While some complementary and alternative techniques have been studied scientifically, high-quality data regarding safety, effectiveness, and mechanism of action are limited or controversial for most therapies. Whenever possible, it is recommended that practitioners be licensed by a recognized professional organization that adheres to clearly published standards. In addition, before starting a new technique or engaging a practitioner, it is recommended that patients speak with their primary healthcare provider(s). Potential benefits, risks (including financial costs), and alternatives should be carefully considered. The below monograph is designed to provide historical background and an overview of clinically-oriented research, and neither advocates for or against the use of a particular therapy.
Ornithine is an amino acid found in the human body. It is made when the body disposes of excess nitrogen in the urine.
Ornithine has been shown to stimulate energy and growth hormone, which makes it of interest to bodybuilders. It has been used to improve performance during exercise. However, studies have shown mixed results when using ornithine hydrochloride to improve exercise performance.
Ornithine is combined with a compound called amino acid aspartate to improve liver health. Although research supports the use of ornithine for liver problems, more evidence is needed before further conclusions can be made.
These uses have been tested in humans or animals. Safety and effectiveness have not always been proven. Some of these conditions are potentially serious, and should be evaluated by a qualified healthcare provider.
|Ammonia toxicity (poisonous blood levels of ammonia)
The use of L-ornithine-L-aspartate has helped reduce harmful levels of ammonia in the body, which may help ease symptoms of liver problems. However, more evidence is needed to confirm this potential benefit.
|Deficiency (ornithine deficiency)
L-ornithine-L-aspartate may help people who have ornithine deficiency caused by disease. More high-quality human studies are needed before conclusions can be made.
Limited research suggests that ornithine in combination with other substances may improve physical performance in women, but the results are mixed. More clinical trials are needed to study the potential benefits of ornithine alone.
|Hepatic encephalopathy (brain problems due to diseased liver)
L-ornithine-L-aspartate has been studied to treat brain problems that occur because the liver can no longer remove toxins from the blood. This combination may improve brain function and quality of life, but more studies are needed before conclusions can be made.
|Liver disease (various)
L-ornithine-L-aspartate combined with other therapies has been studied in the treatment of liver diseases. Clinical trials are needed to determine the effects of ornithine alone.
Taking ornithine in addition to creatine supplements and avoiding arginine intake may benefit people with movement disorders. However, further research is needed.
*Key to grades:
The below uses are based on tradition or scientific theories. They often have not been thoroughly tested in humans, and safety and effectiveness have not always been proven. Some of these conditions are potentially serious and should be evaluated by a qualified health care professional.
- Diabetes, immune function, muscle mass / body mass (anabolic effects), organ transplantation (kidney), weight loss, wound healing.
The below doses are based on scientific research, publications, traditional use, or expert opinion. Many herbs and supplements have not been thoroughly tested, and safety and effectiveness may not be proven. Brands may be made differently, with variable ingredients, even within the same brand. The below doses may not apply to all products. You should read product labels, and discuss doses with a qualified healthcare provider before starting therapy.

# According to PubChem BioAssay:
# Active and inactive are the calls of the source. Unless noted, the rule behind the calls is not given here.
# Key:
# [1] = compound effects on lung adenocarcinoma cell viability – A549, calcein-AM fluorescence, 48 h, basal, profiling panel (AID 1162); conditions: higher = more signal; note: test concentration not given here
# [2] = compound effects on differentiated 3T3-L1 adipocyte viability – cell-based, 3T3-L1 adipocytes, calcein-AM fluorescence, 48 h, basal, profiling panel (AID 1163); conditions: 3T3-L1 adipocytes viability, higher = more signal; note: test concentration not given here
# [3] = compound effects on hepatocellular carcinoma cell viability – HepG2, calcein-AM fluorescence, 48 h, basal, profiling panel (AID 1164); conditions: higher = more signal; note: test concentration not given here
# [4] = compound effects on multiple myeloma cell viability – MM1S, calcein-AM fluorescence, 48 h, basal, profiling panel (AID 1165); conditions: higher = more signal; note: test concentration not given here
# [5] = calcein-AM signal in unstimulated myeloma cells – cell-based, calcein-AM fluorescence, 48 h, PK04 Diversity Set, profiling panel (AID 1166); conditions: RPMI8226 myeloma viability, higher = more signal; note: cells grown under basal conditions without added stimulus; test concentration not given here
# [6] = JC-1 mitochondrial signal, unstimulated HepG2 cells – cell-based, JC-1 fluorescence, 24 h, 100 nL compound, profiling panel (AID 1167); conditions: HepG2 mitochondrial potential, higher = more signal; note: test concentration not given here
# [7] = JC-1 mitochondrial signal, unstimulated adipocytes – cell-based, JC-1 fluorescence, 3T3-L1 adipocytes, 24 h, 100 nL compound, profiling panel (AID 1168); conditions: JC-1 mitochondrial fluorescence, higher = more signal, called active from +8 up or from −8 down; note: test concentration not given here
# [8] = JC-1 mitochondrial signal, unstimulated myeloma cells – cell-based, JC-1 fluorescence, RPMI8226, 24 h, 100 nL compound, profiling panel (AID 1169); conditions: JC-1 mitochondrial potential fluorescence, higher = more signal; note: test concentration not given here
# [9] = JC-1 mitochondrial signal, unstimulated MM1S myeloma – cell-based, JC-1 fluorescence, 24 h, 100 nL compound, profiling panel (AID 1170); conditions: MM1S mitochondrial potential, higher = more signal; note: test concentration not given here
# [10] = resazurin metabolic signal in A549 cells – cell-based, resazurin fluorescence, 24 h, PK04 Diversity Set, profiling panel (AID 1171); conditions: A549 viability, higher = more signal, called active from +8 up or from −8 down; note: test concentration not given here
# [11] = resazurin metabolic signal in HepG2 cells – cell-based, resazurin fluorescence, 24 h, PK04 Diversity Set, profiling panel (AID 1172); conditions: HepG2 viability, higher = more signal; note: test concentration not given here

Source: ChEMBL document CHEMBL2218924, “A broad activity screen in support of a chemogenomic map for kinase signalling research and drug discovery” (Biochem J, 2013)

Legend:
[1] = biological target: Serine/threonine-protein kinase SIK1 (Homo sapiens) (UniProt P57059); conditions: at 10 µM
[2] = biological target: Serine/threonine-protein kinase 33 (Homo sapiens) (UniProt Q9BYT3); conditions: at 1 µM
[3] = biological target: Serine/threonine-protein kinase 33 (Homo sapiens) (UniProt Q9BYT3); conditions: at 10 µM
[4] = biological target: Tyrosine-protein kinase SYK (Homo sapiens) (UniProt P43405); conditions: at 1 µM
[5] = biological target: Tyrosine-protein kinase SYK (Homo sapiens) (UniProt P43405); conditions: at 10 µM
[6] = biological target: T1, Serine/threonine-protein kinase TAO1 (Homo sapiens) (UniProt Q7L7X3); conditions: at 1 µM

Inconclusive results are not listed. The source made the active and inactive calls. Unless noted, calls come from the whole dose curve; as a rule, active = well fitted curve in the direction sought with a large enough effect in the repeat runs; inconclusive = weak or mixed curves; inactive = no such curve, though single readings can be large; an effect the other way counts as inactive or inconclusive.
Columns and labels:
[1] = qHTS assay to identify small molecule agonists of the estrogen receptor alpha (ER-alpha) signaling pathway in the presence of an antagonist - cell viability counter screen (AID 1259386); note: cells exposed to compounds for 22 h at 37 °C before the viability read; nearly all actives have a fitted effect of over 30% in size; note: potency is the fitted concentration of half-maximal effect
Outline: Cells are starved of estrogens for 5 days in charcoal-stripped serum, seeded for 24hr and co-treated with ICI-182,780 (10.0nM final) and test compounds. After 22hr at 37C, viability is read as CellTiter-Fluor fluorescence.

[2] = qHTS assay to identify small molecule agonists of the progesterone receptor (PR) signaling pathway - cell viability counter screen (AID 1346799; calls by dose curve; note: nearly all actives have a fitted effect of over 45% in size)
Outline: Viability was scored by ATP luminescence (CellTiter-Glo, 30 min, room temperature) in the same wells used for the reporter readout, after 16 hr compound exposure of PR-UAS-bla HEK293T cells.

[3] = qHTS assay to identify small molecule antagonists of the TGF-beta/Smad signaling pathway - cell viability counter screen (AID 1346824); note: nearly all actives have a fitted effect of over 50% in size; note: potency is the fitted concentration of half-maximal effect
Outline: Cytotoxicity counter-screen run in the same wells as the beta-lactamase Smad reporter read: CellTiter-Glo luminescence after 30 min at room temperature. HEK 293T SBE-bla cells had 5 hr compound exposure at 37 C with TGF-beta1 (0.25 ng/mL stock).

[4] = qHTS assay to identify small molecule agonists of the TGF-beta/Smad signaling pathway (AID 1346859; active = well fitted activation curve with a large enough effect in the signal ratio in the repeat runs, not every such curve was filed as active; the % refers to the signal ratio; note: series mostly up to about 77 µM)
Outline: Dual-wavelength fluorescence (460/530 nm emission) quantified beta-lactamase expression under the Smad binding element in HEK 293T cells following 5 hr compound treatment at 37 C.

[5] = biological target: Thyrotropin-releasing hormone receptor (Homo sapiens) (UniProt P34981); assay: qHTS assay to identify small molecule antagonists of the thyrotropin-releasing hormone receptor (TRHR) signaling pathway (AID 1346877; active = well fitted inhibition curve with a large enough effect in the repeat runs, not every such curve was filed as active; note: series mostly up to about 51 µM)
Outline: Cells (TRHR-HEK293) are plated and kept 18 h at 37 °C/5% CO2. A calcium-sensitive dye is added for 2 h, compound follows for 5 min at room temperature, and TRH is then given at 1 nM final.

Adults (18 years and older)
To improve exercise performance, 1,000 milligrams of ornithine has been taken by mouth daily for seven days, followed by 3,000 milligrams after breakfast and lunch on the exercise test day. A dose of 0.1 grams of L-ornithine hydrochloride per kilogram of body mass has been taken by mouth after 30 seconds of exercise and before engaging in anaerobic cycle ergometer exercise, as well as by mouth as a one-time dose before physical activity.
To treat ornithine deficiency, one gram of ornithine has been taken by mouth daily as a food supplement.
To reduce blood ammonia levels, doses above five grams of ornithine have been taken by mouth.
Children (under 18 years old)
There is no proven safe or effective dose for ornithine in children.
The U.S. Food and Drug Administration does not strictly regulate herbs and supplements. There is no guarantee of strength, purity or safety of products, and effects may vary. You should always read product labels. If you have a medical condition, or are taking other drugs, herbs, or supplements, you should speak with a qualified healthcare provider before starting a new therapy. Consult a healthcare provider immediately if you experience side effects.
Avoid in people who are allergic or sensitive to ornithine.
Side Effects and Warnings
Ornithine is likely safe when used in levels that are commonly found in the diet.
Ornithine may cause blindness, muscle weakness, and upset stomach.
Ornithine may affect blood sugar levels. Caution is advised in people with diabetes or hypoglycemia, and in those taking drugs, herbs, or supplements that affect blood sugar, such as insulin. Blood glucose levels may need to be monitored by a qualified healthcare professional, including a pharmacist. Medication adjustments may be necessary.
Use cautiously in people who have heart disorders or in those taking agents to treat heart disorders.
Use cautiously in people who may experience side effects due to higher protein intake than that commonly found in the diet.
Use cautiously in people who take anabolics (agents that may increase muscle strength), growth hormones, or hormonal agents.
Avoid in children and in pregnant or breastfeeding women, due to a lack of safety information.
Avoid levels over 10 grams daily.
Avoid in people who are allergic or sensitive to ornithine.
Pregnancy and Breastfeeding